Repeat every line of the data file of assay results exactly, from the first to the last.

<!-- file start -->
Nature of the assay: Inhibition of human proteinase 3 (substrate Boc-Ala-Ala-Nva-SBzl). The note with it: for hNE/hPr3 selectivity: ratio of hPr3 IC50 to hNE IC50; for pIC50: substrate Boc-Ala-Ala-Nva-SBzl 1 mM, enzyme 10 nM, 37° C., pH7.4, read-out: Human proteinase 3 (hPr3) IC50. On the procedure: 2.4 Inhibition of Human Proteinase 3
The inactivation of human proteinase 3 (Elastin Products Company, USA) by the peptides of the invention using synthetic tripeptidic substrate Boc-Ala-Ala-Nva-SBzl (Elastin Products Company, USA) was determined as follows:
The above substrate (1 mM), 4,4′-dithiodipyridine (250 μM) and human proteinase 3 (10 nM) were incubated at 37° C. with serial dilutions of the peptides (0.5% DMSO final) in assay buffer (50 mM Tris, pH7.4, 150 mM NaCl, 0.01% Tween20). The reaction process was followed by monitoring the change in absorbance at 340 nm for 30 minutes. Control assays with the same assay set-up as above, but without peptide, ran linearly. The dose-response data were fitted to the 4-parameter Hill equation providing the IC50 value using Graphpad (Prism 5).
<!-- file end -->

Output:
Nature of the assay: Inhibition of human proteinase 3 (substrate Boc-Ala-Ala-Nva-SBzl). The note with it: for hNE/hPr3 selectivity: ratio of hPr3 IC50 to hNE IC50; for pIC50: substrate Boc-Ala-Ala-Nva-SBzl 1 mM, enzyme 10 nM, 37° C., pH7.4, read-out: Human proteinase 3 (hPr3) IC50. On the procedure: 2.4 Inhibition of Human Proteinase 3
The inactivation of human proteinase 3 (Elastin Products Company, USA) by the peptides of the invention using synthetic tripeptidic substrate Boc-Ala-Ala-Nva-SBzl (Elastin Products Company, USA) was determined as follows:
The above substrate (1 mM), 4,4′-dithiodipyridine (250 μM) and human proteinase 3 (10 nM) were incubated at 37° C. with serial dilutions of the peptides (0.5% DMSO final) in assay buffer (50 mM Tris, pH7.4, 150 mM NaCl, 0.01% Tween20). The reaction process was followed by monitoring the change in absorbance at 340 nm for 30 minutes. Control assays with the same assay set-up as above, but without peptide, ran linearly. The dose-response data were fitted to the 4-parameter Hill equation providing the IC50 value using Graphpad (Prism 5).